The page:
Lloyds profits swell by nearly 50 per cent with interest rate rise boost

A booming mortgage market and an economic recovery that made it less likely that Covid-hit borrowers would default on loans helped Lloyds Banking Group double its profits in the three months to September.

Lloyds first quarter profits rose 46 per cent as the bank became the latest UK lender to see its bottom line boosted by a hike in interest rates.

The lender’s pre-tax profits came in at £2.3bn compared to £1.5bn the same quarter last year.

Charlie Nunn, chief executive of Lloyds Banking Group said: “The group has delivered a solid financial performance in the first quarter of 2023, with strong net income and capital generation, alongside resilient observed asset quality.”

The bank’s net interest margin – the difference between what it receives in interest payments and pays out to savers – widened to 3.2 per cent, helping net interest income swell 20 per cent to £3.5bn.

Lloyds maintained its full year guidance for its net interest margin at around 305 basis points despite the Bank of England hiking interest rates since the guidance was set. Since then, persistently high inflation means the central bank is expected to hike rates further.

Rising interest rates generally boosts banks’ coffers as they receive more in interest payments. Analysts at Jefferies said they saw “scope for this to be lifted to circa 310bps given higher swap rates and a 25bps policy rate hike since FY results” in February.

Lloyds chief financial officer William Chalmers said that the bank’s net interest margin was unlikely to widen further because the bank has been passing more of the rate hikes due to the competitive market.

“The base rate change…has been offset by competitive product pricing, both on the asset side in terms of mortgages, and on the liability side, in terms of savings,” he said, suggesting the bank had reached peak margin for 2023.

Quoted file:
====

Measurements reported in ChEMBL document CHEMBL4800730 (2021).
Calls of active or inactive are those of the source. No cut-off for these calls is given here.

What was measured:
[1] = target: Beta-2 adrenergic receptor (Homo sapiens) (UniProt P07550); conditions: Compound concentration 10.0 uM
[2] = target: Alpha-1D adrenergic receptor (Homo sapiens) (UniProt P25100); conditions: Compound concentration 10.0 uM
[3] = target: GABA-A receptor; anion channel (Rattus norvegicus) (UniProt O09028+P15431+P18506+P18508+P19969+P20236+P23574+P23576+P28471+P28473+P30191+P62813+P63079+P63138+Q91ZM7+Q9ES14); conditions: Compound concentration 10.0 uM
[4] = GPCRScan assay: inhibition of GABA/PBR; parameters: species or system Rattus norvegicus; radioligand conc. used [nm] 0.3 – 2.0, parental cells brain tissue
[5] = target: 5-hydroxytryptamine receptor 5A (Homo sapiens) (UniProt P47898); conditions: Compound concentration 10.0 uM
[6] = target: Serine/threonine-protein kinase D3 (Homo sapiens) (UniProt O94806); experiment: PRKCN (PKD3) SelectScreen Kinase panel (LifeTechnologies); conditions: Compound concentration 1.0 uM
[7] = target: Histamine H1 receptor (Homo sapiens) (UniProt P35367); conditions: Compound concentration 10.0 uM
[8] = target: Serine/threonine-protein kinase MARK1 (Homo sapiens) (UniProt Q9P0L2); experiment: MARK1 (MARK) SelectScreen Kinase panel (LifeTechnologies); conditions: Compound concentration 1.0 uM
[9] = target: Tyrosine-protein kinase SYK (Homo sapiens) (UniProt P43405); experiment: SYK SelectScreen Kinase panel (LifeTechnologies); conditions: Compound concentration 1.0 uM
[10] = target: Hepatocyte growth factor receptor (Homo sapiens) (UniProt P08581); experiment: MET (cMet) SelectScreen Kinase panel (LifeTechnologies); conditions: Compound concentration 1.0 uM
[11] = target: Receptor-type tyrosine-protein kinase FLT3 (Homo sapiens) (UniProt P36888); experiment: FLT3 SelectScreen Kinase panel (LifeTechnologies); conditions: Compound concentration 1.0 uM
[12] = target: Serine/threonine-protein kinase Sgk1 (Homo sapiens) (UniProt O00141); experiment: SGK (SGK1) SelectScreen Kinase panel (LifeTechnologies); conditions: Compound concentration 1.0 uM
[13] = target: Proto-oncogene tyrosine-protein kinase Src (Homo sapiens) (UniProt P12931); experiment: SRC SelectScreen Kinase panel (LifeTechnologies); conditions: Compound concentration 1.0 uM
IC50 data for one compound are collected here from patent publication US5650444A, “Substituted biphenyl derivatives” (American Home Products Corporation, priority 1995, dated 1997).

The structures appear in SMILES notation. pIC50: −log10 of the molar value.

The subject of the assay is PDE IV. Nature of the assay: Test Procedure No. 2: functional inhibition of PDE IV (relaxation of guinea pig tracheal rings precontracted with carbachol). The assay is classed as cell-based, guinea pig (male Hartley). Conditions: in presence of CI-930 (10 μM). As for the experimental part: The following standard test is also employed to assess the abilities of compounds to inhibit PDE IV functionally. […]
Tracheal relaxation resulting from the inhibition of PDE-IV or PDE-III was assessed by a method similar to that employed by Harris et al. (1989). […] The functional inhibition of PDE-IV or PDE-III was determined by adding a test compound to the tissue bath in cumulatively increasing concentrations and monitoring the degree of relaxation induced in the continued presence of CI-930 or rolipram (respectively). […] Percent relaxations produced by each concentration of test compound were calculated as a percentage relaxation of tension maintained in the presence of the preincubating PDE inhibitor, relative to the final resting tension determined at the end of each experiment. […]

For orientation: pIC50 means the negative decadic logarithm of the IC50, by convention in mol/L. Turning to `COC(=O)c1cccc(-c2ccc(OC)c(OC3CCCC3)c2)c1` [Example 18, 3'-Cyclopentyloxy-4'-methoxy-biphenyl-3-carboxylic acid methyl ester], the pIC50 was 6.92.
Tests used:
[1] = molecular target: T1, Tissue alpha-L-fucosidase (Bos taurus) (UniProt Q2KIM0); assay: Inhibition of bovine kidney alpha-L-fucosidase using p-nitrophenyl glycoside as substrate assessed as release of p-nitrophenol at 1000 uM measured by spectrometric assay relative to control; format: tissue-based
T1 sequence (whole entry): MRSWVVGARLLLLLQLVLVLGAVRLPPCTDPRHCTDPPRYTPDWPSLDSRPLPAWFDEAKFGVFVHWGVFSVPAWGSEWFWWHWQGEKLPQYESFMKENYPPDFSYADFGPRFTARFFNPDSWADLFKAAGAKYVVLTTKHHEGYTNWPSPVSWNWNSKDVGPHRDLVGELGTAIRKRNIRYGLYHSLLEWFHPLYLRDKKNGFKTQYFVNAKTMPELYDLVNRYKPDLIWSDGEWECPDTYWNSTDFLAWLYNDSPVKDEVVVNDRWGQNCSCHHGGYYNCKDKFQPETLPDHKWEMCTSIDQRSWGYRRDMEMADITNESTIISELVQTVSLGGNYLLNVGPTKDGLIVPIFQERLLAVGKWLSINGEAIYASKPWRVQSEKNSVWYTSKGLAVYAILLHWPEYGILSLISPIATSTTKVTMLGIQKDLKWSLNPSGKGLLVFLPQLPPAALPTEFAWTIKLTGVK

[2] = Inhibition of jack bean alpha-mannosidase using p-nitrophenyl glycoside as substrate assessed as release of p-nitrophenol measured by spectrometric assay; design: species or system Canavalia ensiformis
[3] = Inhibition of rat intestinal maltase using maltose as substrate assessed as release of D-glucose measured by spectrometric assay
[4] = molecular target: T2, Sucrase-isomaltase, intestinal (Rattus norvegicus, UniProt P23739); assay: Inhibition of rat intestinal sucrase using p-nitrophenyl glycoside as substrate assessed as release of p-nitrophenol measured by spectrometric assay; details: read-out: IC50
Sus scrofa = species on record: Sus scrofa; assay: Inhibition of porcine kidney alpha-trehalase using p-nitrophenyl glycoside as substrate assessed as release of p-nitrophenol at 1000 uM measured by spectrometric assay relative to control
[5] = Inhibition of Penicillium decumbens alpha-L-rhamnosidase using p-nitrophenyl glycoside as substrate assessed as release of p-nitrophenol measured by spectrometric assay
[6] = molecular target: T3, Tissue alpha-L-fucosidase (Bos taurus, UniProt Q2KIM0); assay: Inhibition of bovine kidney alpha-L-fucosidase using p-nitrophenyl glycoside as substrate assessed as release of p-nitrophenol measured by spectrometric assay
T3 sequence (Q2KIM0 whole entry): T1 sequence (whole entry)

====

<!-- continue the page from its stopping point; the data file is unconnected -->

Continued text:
Banks in the UK have come under intense pressure in recent months to pass on higher interest rates to customers. Lawmakers allege that banks have been profiteering on customer inertia.

Looking forward, Nunn cautioned that “the macroeconomic outlook remains uncertain.”

The lender said it had seen “modest increases” in new arrears in some portfolios and flows to default, although the figures remain at or below pre-pandemic levels.

Lloyds reported an impairment charge of £243m, up £37m on the same period last year but below consensus estimates. It confirmed that asset quality remains “resilient”.

Hargreaves Lansdown’s Matt Britzman said: “Lloyds is a good barometer for the overall health of the UK consumer and its smaller businesses, and they’re proving remarkably resilient in the face of mounting cost pressures.”

In the aftermath of Silicon Valley Bank’s (SVB) collapse, deposits have been in focus. At Lloyds customer deposits were down £2.2bn in the quarter, with a larger £3.5bn reduction in current account balances. Deposits in its commercial banking arm meanwhile increased by £2.7bn.

Chalmers said he didn’t think the outflows were related to “safety concerns” but suggested it reflected a “competitive market.”

The results – the last of the UK’s major banks – came at a time of stress for the global banking sector. First Republic became the third bank felled in a little over a month and regional banks in the US faced a big sell-off yesterday.

Chalmers said the banking crisis has been a “significant event” in the US but said its impact on the UK had been “limited.”

“We have not really seen any particular impact on the UK sector. And we’ve certainly not seen any impact on Lloyds Banking Group,” he said.

The bank pointed to a “strong and stable” liquid asset portfolio and confirmed all of its assets hedged for interest rate risk.